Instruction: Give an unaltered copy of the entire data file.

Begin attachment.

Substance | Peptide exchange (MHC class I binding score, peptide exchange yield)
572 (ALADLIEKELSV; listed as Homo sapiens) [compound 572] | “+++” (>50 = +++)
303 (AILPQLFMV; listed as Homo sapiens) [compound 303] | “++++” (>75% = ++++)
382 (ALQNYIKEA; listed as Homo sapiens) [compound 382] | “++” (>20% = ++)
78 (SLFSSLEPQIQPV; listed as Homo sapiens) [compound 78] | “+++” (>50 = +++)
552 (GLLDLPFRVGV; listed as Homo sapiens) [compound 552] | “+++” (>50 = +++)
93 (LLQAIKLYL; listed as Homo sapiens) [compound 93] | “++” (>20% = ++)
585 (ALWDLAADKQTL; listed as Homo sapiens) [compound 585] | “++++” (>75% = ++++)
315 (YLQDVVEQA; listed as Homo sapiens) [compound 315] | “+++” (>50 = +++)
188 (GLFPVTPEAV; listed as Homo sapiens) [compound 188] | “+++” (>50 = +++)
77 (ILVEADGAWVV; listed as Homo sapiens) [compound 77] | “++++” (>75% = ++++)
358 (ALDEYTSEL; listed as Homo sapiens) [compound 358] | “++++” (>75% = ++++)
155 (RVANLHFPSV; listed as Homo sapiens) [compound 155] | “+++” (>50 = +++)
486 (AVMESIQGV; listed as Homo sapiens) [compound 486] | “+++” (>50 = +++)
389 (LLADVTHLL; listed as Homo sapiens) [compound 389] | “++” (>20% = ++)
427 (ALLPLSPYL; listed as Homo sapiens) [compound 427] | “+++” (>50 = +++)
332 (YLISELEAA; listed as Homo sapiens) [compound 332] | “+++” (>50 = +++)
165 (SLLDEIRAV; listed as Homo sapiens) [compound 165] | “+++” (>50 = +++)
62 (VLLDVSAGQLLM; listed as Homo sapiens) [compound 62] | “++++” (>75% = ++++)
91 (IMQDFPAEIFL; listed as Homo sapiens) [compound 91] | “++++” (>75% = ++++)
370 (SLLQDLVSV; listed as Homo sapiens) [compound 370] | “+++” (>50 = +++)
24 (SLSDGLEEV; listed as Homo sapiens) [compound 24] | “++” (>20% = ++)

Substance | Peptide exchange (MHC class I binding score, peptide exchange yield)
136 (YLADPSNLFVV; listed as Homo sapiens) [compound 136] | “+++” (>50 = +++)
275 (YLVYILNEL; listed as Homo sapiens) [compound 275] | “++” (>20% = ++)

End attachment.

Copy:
Substance | Peptide exchange (MHC class I binding score, peptide exchange yield)
572 (ALADLIEKELSV; listed as Homo sapiens) [compound 572] | “+++” (>50 = +++)
303 (AILPQLFMV; listed as Homo sapiens) [compound 303] | “++++” (>75% = ++++)
382 (ALQNYIKEA; listed as Homo sapiens) [compound 382] | “++” (>20% = ++)
78 (SLFSSLEPQIQPV; listed as Homo sapiens) [compound 78] | “+++” (>50 = +++)
552 (GLLDLPFRVGV; listed as Homo sapiens) [compound 552] | “+++” (>50 = +++)
93 (LLQAIKLYL; listed as Homo sapiens) [compound 93] | “++” (>20% = ++)
585 (ALWDLAADKQTL; listed as Homo sapiens) [compound 585] | “++++” (>75% = ++++)
315 (YLQDVVEQA; listed as Homo sapiens) [compound 315] | “+++” (>50 = +++)
188 (GLFPVTPEAV; listed as Homo sapiens) [compound 188] | “+++” (>50 = +++)
77 (ILVEADGAWVV; listed as Homo sapiens) [compound 77] | “++++” (>75% = ++++)
358 (ALDEYTSEL; listed as Homo sapiens) [compound 358] | “++++” (>75% = ++++)
155 (RVANLHFPSV; listed as Homo sapiens) [compound 155] | “+++” (>50 = +++)
486 (AVMESIQGV; listed as Homo sapiens) [compound 486] | “+++” (>50 = +++)
389 (LLADVTHLL; listed as Homo sapiens) [compound 389] | “++” (>20% = ++)
427 (ALLPLSPYL; listed as Homo sapiens) [compound 427] | “+++” (>50 = +++)
332 (YLISELEAA; listed as Homo sapiens) [compound 332] | “+++” (>50 = +++)
165 (SLLDEIRAV; listed as Homo sapiens) [compound 165] | “+++” (>50 = +++)
62 (VLLDVSAGQLLM; listed as Homo sapiens) [compound 62] | “++++” (>75% = ++++)
91 (IMQDFPAEIFL; listed as Homo sapiens) [compound 91] | “++++” (>75% = ++++)
370 (SLLQDLVSV; listed as Homo sapiens) [compound 370] | “+++” (>50 = +++)
24 (SLSDGLEEV; listed as Homo sapiens) [compound 24] | “++” (>20% = ++)

Substance | Peptide exchange (MHC class I binding score, peptide exchange yield)
136 (YLADPSNLFVV; listed as Homo sapiens) [compound 136] | “+++” (>50 = +++)
275 (YLVYILNEL; listed as Homo sapiens) [compound 275] | “++” (>20% = ++)